The Invisible Soccer Ball

Recently I started reading a book The God Particle: If Universe is the Answer, What is the Question? by Nobel Laureate Leon Lederman. This is an old book written in 1994 where the author talks about the history of particle physics and the ultimate quest for the Higgs boson aka the God Particle. I’m calling it old because the existence of Higgs boson was confirmed by scientists in 2012, so I’m guessing some information in the book need updating. I just finished the second chapter and so far I’m enjoying the book.

One thing that caught my attention and which I’ve not been able to get out of my mind is a metaphor the author introduces to us to explain the existence of atoms and sub-atomic particles to laymen. Here I’ll share those few paragraphs from the book.

Imagine an intelligent race of beings from the planet Twilo. They look more or less like us, they talk like us, they do everything like humans —except for one thing. They have a fluke in their visual apparatus. They can’t see objects with sharp juxtapositions of black and white. They can’t see zebras, for example. Or shirts on NFL referees. Or soccer balls. This is not such a bizarre fluke, by the way. Earthlings are even stranger. We have two literal blind spots in the center of our field of vision. The reason we don’t see these holes is because our brain extrapolates from the information in the rest of the field to guess what should be in these holes, then fills it in for us. Humans routinely drive 100 miles per hour on the autobahn, perform brain surgery, and juggle flaming torches, even though a portion of what they see is merely a good guess.

Let’s say this contingent from the planet Twilo comes to earth on a goodwill mission. To give them a taste of our culture, we take them to see one of the most popular cultural events on the planet: a World Cup soccer match. We, of course, don’t know that they can’t see the black-and-white soccer ball. So they sit there watching the match with polite but confused looks on their faces. As far as the Twiloans are concerned, a bunch of short-pantsed people are running up and down the field kicking their legs pointlessly in the air, banging into each other, and falling down. At times an official blows a whistle, a player runs to the sideline, stands there, and extends both his arms over his head while the other players watch him. Once in a great while the goalie inexplicably falls to the ground, a great cheer goes up, and one point is awarded to the opposite team.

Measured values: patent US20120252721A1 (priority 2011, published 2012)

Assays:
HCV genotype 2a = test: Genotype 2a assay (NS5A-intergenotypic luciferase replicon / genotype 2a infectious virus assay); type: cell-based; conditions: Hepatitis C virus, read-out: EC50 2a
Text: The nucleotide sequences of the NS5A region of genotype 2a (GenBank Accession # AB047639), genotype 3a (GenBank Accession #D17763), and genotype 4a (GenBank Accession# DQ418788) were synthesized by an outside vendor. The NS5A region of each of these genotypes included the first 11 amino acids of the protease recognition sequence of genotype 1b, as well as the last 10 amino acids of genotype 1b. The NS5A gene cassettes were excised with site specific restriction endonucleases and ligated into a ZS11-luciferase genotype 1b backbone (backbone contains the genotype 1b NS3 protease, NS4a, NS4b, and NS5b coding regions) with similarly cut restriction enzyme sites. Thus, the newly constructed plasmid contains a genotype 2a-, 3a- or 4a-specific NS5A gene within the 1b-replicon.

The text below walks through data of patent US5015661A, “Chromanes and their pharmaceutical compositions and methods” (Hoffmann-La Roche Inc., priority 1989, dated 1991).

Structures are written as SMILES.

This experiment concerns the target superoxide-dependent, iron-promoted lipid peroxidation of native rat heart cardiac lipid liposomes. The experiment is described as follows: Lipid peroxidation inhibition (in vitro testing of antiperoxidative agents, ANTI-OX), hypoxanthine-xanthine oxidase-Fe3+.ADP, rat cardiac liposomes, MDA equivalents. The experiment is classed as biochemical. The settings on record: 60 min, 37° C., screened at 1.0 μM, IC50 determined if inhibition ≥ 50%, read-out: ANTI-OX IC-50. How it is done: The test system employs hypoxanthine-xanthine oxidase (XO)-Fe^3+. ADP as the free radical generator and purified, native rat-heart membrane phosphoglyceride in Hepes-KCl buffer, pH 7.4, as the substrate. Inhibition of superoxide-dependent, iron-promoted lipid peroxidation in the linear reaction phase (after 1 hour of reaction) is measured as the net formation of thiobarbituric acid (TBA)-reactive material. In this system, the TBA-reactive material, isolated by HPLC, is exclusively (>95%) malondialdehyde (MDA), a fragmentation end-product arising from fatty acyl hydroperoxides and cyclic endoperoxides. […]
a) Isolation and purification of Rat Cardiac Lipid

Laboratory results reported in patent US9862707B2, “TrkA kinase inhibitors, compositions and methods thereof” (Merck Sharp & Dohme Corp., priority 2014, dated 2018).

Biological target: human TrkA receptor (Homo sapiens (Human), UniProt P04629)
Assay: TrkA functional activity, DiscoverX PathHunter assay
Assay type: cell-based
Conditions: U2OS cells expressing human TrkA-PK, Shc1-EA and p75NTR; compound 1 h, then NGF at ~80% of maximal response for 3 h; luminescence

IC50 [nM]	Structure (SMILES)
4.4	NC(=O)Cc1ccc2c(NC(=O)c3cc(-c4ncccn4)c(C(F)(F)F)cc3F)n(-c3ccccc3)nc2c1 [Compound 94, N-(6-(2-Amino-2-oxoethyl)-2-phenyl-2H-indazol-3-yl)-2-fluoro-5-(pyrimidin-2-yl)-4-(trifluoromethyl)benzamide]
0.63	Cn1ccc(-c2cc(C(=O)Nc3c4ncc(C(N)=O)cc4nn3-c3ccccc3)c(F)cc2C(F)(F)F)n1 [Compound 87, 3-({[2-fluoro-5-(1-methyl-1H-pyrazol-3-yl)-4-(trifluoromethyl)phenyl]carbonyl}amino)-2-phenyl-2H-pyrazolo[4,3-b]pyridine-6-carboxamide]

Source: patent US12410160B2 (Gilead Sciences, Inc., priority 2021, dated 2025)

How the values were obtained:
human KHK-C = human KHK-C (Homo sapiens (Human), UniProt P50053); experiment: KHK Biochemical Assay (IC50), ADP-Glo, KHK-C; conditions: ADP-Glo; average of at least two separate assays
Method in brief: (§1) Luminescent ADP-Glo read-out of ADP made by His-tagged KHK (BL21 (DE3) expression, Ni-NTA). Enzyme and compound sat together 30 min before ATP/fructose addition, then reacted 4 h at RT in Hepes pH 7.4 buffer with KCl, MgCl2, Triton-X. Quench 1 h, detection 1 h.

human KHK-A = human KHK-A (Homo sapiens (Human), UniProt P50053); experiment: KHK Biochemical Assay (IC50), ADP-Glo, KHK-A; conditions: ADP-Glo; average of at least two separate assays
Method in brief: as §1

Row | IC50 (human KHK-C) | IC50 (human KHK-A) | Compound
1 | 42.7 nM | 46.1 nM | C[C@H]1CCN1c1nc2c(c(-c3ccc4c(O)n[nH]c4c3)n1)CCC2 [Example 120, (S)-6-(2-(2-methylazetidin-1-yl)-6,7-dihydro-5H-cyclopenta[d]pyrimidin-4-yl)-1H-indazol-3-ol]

The Twiloans spend about fifteen minutes being totally mystified. Then, to pass the time, they attempt to understand the game. Some use classification techniques. They deduce, partially because of the clothing, that there are two teams in conflict with one another. They chart the movements of the various players, discovering that each player appears to remain more or less within a certain geographical territory on the field. They discover that different players display different physical motions. The Twiloans, as humans would do, clarify their search for meaning in World Cup soccer by giving names to the different positions played by each footballer. The positions are categorized, compared, and contrasted. The qualities and limitations of each position are listed on a giant chart. A major break comes when the Twiloans discover that symmetry is at work. For each position on Team A, there is a counterpart position on Team B.

With two minutes remaining in the game, the Twiloans have composed dozens of charts, hundreds of tables and formulas, and scores of complicated rules about soccer matches. And though the rules might all be, in a limited way, correct, none would really capture the essence of the game. Then one young pipsqueak of a Twiloan, silent until now, speaks his mind. “Let’s postulate,” he ventures nervously, “the existence of an invisible ball.”

“Say what?” reply the elder Twiloans.

While his elders were monitoring what appeared to be the core of the game, the comings and goings of the various players and the demarcations of the field, the pipsqueak was keeping his eyes peeled for rare events. And he found one. Immediately before the referee announced a score, and a split second before the crowd cheered wildly, the young Twiloan noticed the momentary appearance of a bulge in the back of the goal net. Soccer is a low-scoring game, so there were few bulges to observe, and each was very short-lived. Even so, there were enough events for the pipsqueak to note that the shape of each bulge was hemispherical. Hence his wild conclusion that the game of soccer is dependent upon the existence of an invisible ball (invisible, at least, to the Twiloans).

The rest of the contingent from Twilo listen to this theory and, weak as the empirical evidence is, after much arguing, they conclude that the youngster has a point. An elder statesman in the group—a physicist, it turns out—observes that a few rare events are sometimes more illuminating than a thousand mundane events. But the real clincher is the simple fact that there must be a ball. Posit the existence of a ball, which for some reason the Twiloans cannot see, and suddenly everything works. The game makes sense. Not only that, but all the theories, charts, and diagrams compiled over the past afternoon remain valid. The ball simply gives meaning to the rules.